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v. gautam

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  1. "When your talking about "Indian Food" your going into a totally different type of heat. Again much of this has to do with the influence of the Spice Traders that may have some relationship for the assumption that the hottest food on the Indian Continent comes from Goa. Again in India the cheapest food also is often the hottest as hot covers other shortcomings especially in hawker type street foods of questionable origins. " Irwin, Respectfully beg to disagree on both points. First, how "typical" American tastes encounter spiciness/richness in Indian food has something to do with how much of the starch and other accompaniments are consumed with the food. An Indian will typically use an larger quantity of rice/bread etc. as vehicle, plus combine it continuously with an array of accompaniments such as dal/pulse dishes, yogurt, salads, lime juice/pickles in ways most Americans do not, and the palette of flavors brought out by Indian meals differ, in many instances, for the two groups. Goan food is not all that hot; the vindaloo propelled into 'heat' fame/notoriety by British curry houses has little to do with Goan vindaloo, save the name. If you go slightly south of Goa, and try the Udupi cooking of the Shetty community, that is talking about absolute hotness. Again, in kerala, heat levels vary by community/caste, ditto Tamil Nadu and Andhra Pradesh. Street hawker food that I have experienced rarely touches heat levels; its quality may or may not be acceptable, but most street food catered originally to particular communities/castes, and it is very difficult to agree with your conclusions. I do not dispute solely for disputation's sake, but I am very concerned with the alrady large burden of mythmaking that is India's lot in too many walks of life, and i view with particular dismay, for example, Raymond Sokolov's or Copeland marks's self-styled expertise. The former has sid some ridiculous things aabout Indian fried breads for instance, based on ignorance. Anyway, i hope to continue learning from you, and so that your columns can serve as a source of authentic information, venture this post. regards, gautam
  2. Mongo, are you pan roasting or frying the mung dal as per traditional bengali practice? have you tried a slow cooker? gautam
  3. Jhinge : Luffa acutangula; aka Ridged Gourd, Chinese Okra.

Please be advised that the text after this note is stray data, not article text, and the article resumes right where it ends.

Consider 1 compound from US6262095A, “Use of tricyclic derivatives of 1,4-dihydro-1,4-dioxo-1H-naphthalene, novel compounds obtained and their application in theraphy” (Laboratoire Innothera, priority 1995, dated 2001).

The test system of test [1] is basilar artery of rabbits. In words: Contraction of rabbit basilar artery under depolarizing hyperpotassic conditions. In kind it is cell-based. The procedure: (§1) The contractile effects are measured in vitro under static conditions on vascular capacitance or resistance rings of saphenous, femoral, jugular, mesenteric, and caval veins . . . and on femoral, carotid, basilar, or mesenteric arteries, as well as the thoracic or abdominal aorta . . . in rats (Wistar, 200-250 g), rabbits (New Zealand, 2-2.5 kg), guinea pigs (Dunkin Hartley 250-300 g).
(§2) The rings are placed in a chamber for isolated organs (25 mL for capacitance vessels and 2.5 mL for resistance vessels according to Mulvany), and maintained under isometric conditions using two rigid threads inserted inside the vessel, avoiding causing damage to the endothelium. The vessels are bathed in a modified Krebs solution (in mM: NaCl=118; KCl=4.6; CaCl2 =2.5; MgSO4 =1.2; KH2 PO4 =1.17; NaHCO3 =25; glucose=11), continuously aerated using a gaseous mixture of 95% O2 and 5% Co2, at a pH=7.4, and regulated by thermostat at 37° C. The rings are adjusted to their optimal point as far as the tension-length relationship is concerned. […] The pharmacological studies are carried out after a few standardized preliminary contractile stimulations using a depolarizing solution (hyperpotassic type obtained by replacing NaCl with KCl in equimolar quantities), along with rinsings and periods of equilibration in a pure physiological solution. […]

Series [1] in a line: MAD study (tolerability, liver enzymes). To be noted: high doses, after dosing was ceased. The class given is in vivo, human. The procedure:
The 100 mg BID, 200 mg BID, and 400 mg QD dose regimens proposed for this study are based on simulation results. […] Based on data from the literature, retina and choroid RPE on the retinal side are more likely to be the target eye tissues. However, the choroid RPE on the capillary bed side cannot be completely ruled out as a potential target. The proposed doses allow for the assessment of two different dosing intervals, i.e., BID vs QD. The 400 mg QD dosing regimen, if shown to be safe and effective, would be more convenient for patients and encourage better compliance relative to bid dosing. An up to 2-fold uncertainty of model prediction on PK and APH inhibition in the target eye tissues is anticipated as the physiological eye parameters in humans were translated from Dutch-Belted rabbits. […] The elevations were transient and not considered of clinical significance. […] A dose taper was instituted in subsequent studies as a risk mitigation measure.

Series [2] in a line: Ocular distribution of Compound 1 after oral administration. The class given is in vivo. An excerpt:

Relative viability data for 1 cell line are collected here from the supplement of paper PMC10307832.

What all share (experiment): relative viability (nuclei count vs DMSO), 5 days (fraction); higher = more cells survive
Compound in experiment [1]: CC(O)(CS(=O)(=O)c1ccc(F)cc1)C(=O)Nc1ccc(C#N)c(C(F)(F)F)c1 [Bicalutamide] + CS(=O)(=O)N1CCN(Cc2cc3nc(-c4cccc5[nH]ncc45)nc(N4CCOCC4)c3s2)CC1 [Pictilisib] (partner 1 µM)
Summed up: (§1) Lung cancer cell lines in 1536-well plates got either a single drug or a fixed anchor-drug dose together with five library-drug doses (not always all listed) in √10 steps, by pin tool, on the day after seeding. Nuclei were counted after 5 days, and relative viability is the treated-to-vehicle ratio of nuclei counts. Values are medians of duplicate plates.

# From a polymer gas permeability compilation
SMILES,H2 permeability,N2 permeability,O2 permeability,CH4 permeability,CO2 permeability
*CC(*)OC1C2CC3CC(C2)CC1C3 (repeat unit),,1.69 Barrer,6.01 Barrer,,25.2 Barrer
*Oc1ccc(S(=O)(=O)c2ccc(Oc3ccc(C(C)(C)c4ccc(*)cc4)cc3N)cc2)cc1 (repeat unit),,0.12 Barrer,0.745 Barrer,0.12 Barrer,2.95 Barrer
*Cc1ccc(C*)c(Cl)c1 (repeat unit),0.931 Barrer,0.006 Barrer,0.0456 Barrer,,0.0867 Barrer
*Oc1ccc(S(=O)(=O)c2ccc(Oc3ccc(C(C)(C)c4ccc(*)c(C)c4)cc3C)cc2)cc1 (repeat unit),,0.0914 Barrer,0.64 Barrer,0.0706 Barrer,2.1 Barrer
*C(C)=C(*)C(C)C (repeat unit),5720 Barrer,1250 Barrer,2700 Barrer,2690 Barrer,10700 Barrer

4. Mongo, bad boy, Thanks very much for keeping us salivating and envious. Are you familiar with the concept of zakat? What do you say to the suggestion that food zakat should be levied [once back in the US] on all those enjoying yummies in India ensconced in the arms of beloved family and who relish posting descriptions of such on egullet? Hmmm? Paapdi chaat finally tested the bou’s limits, huh? I do not know the binomial nomenclature of surmai, a fish popular in Mumbai (?), but Catla [Catla catla] is a north Indian carp subgrouped among the great or large carps: rohu [Labeo rohita], mrigal, and kaveri carp; there is also an excellent Mekong carp in the same genus as Catla. Catla is deemed coarser than rohu in Bengal; it grows quicker and larger than the latter in ponds. The head is cooked with mung dal or puffed/flaked rice [muri, murmura; but also chira/poha] for festive occasions like weddings, bridal showers and baby showers, or cabbage for special occasions in winter [murir ghonto]. Steaks cut from its ventral/belly portion are the second choice, after simila cuts from a Ganga river rohu >3kg<8kg [paka rui], for fish kaliya or doi mach [yogurt sauce]. By the way, west Bengalis have been known to relish plain deep fried carp [hot] with lal doi [sweet yogurt]; this brands you as a true-blue old family Kolkata ghoti!!! Also, a preparation of mixed vegetables with the liver and swim bladder, plus the boniest offcuts. The best substitutes in the US appear to be Winter Carp at Chinese fishmongers, or fresh Buffalo fish [ Mongo, if you have Albertsons in Boulder, they often can get you buffalofish] I have forgotten the binomial for tangra, a group of small catfishes. Mongo, while in Delhi, please ask your mother if the small, silvery tangra [choto rupoli tangra] is available [iNA market?]. To my taste this is better than the darker tangra eaten in Kolkata. Please ask her to prepare it as shorsher jhal [mustard paste] and with piyaj koli [shallot flower stalks ], if the last is available in Delhi [this is not the same as onion greens commonly sold there]. Ditto for banshpata mach [ do not know the binomial]. Sadly, you may be out of range in Delhi for mourala [Amblypharyngodon mola]. This miniscule, whitebait-like carp is fried whole nearly crisp and eaten with hot rice and ghee, accompanied by a fragrant green chili, as a first course for lunch. Deep fried, it is cooked in a jhal and also in a tok, a wonderful sweet-sour concoction (eaten at the conclusion of a meal with rice), sometimes with that curious fruit, chalta [Dillenia spp.] I wonder if Delhi has any purveyors of moghlai paratha? I would assume that this is where the kolkata version originated, possibly taken there, as with much Muslim cookery, by the Nawabs and then the entourage exiled there after 1857. Will you be sampling some of the old Delhi paratha and biryani vendors? I remember reading somewhere about an old mosque that has a traditional mohalla around it scheduled for ‘development’; this mohalla has some traditional cooks and food establishments found nowhere else in Delhi and with the help of a Western lady and Indian sympathizers, the women of this locality have brought out a cookbook showcasing their talents; I am sorry not to have the exact bibliography or details; will keep looking. Happy eating and safe paths, and a Happy New Year. PS have excellent littie recipe, but first you need to secure a supply of adequate buffalo chips; more on that later. Gautam.